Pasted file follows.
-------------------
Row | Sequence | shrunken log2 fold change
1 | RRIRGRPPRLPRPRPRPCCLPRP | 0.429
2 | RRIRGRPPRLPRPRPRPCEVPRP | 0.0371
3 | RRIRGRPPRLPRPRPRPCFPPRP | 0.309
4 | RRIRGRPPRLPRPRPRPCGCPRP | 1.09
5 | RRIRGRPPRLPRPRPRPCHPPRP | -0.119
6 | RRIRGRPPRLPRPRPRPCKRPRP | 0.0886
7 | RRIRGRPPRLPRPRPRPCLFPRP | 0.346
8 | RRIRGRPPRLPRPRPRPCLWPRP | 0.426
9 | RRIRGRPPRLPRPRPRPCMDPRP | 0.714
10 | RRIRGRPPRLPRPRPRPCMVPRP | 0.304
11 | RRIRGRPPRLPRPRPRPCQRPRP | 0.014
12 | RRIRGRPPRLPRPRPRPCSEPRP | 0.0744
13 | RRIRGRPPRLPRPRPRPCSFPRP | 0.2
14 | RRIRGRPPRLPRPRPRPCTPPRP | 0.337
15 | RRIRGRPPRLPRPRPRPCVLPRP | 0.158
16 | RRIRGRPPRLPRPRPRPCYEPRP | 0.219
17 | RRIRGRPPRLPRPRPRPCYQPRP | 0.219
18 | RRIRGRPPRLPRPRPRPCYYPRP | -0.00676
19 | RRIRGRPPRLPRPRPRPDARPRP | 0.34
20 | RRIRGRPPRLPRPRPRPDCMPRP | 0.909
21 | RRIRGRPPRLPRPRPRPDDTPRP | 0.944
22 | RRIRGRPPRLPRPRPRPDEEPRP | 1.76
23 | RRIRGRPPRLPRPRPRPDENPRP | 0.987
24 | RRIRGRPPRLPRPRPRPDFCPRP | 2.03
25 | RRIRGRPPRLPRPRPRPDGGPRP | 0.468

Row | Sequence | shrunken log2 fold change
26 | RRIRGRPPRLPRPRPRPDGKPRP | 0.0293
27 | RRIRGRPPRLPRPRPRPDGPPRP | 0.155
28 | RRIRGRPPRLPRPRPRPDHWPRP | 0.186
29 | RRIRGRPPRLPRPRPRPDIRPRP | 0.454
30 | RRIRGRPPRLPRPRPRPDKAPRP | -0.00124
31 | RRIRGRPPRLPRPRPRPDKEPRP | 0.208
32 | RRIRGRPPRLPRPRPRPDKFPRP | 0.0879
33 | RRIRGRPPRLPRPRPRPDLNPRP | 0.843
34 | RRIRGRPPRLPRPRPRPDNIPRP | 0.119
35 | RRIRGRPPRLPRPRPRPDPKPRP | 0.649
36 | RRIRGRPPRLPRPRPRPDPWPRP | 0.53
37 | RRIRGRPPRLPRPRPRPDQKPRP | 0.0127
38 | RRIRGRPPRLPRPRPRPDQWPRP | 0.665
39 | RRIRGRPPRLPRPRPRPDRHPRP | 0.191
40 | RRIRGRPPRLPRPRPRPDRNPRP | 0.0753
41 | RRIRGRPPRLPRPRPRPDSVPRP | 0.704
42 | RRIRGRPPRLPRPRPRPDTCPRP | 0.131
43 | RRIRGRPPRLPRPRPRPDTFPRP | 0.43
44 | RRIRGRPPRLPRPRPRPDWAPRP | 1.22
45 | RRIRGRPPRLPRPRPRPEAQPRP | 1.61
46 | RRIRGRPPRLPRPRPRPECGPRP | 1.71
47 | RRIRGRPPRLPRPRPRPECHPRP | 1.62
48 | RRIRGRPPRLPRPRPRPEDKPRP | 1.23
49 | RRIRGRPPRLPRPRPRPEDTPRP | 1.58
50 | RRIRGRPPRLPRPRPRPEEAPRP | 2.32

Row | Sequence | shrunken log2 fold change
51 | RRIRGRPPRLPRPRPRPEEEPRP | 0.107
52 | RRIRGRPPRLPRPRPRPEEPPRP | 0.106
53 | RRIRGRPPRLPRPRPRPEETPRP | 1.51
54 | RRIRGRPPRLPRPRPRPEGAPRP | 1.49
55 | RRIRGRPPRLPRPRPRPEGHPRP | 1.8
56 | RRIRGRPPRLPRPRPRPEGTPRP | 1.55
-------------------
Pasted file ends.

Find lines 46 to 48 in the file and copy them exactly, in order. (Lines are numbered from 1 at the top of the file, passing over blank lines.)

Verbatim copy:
44 | RRIRGRPPRLPRPRPRPDWAPRP | 1.22
45 | RRIRGRPPRLPRPRPRPEAQPRP | 1.61
46 | RRIRGRPPRLPRPRPRPECGPRP | 1.71